Not surprisingly, a key advantage of today’s steam system is the same as it was a century ago: the centralised distribution that obviates on-site generator plant. The importance of this in a city where, perhaps more than most, space is at a premium is not lost on Con Edison. As its marketing literature points out, it reduces equipment monitoring and maintenance, while eliminating fuel delivery and storage. This in turn reduces noise and vibrations inside the building, 'improving quality of life for…tenants', and releases space where the boilers would be 'as revenue-generating storage'.
Con Edison uses conventional fuels such as oil and natural gas - whichever is most competitive at the time - and more than 46 per cent of its district steam is 'cogenerated' (as a byproduct of electricity generation), which means that 'air emissions are lower and steam is cheaper', says the company. This ‘cogeneration’ is otherwise known by the abbreviation CHP, for combined heat and power.
Steam is generated at seven company plants - five in Manhattan, one in Queens and one in Brooklyn - and supplied under contract from a plant at the Brooklyn Navy Yard. Con Edison’s boilers burn either low-sulphur oil or natural gas, and utilise what the company calls 'state-of-the-art burners', which were installed as part of a joint project with the Electric Power Research Institute to reduce nitrogen oxide (NOx) emissions [see panel: Green Steam]. The height of the chimney stacks ranges from 100m to over 150m to improve the dispersion of emissions. At the point of delivery, individual customers tap-off steam from the main using a service valve, much as they would for a natural gas supply.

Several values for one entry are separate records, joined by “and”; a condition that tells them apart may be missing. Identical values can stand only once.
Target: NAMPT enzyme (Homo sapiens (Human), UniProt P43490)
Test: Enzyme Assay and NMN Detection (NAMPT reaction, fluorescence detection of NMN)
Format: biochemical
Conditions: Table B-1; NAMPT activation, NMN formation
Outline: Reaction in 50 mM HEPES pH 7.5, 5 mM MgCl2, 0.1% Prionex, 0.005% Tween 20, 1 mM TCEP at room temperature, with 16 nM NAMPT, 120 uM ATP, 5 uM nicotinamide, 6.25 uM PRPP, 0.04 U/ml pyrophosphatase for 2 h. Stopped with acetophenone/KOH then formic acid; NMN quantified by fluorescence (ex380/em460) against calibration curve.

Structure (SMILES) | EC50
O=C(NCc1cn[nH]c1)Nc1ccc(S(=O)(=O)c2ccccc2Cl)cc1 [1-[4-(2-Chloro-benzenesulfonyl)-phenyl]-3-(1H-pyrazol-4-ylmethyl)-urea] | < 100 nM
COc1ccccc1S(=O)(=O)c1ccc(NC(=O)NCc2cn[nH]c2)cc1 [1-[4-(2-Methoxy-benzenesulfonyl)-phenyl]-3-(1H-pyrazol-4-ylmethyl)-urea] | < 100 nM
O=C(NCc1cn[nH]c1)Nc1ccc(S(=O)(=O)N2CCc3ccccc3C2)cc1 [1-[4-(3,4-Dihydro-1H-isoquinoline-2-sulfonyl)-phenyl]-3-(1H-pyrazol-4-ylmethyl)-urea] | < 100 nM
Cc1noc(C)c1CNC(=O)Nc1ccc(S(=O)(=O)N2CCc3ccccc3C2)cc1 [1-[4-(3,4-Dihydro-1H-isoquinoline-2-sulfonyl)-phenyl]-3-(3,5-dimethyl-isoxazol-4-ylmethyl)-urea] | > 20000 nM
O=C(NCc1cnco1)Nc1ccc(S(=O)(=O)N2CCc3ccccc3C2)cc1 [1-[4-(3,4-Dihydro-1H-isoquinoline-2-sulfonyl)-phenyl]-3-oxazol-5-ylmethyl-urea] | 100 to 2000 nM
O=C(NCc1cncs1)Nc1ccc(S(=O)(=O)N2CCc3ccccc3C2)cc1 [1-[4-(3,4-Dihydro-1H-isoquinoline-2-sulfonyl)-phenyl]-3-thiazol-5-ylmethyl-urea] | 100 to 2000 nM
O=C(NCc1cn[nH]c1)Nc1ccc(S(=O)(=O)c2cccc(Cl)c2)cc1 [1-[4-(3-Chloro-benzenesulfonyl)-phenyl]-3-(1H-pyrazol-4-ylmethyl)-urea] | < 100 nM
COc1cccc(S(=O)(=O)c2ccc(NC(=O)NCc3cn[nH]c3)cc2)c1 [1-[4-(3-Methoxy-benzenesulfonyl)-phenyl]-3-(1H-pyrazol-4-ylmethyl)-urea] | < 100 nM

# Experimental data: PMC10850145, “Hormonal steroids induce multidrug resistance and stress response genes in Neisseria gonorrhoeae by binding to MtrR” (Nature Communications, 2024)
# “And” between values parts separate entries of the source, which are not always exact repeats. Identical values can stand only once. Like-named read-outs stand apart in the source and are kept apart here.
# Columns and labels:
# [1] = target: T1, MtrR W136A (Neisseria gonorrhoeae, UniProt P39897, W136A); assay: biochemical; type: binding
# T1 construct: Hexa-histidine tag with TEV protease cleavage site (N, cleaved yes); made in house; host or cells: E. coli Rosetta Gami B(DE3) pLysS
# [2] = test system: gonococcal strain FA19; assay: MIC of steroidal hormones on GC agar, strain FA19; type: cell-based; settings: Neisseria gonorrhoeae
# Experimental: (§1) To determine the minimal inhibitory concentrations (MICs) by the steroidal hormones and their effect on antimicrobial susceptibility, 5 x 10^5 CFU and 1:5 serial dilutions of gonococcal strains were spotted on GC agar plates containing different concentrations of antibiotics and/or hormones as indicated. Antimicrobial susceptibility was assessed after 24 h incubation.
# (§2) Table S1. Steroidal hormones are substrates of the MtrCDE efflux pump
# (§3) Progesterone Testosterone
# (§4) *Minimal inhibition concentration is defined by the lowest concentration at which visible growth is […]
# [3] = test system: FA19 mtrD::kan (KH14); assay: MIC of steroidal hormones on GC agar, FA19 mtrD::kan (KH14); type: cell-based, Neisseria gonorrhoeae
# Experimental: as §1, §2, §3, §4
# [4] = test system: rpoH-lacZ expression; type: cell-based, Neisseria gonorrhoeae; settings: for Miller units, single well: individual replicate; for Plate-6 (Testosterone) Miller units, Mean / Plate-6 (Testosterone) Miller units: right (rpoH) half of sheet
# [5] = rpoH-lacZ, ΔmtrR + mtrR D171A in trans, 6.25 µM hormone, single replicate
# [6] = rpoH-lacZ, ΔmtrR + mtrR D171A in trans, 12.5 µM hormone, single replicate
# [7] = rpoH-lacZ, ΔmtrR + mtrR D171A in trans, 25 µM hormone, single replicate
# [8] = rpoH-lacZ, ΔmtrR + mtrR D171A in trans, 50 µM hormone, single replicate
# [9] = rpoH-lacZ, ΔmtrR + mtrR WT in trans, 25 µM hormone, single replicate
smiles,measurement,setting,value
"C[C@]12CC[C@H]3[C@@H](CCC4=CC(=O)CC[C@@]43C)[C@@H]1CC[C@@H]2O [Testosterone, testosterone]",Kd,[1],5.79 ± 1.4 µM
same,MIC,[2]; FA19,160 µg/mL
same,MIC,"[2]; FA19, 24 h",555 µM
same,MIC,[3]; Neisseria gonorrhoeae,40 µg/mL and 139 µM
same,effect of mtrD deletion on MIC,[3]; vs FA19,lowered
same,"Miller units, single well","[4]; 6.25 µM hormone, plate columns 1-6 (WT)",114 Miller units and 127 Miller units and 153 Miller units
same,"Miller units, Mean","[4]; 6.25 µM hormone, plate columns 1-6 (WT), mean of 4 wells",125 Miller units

While using steam to provide heating and hot water seems straightforward, its use for air-conditioning is perhaps less so. In reality, the steam is simply an alternative driver for a 'chiller' (a machine that removes heat from a liquid via a vapour-compression or absorption refrigeration cycle), which can be driven either by an electric motor or a steam turbine. Con Edison recommends a 'hybrid cooling plant', where one electric chiller in a typical three-chiller plant is converted to steam. According to the company, this helps to 'reduce summertime electric-peak demand, therefore helping to reduce overall costs'. Steam chillers are also said to be more flexible than 'all-electric' air-conditioners, because steam turbines have 'intrinsic variable speed control' and run cheaper during peak periods. They are also more space-efficient than chilled water cooling, because they avoid the need to store water that 'may or may not be used', thus making steam cooling a 'just in time' solution.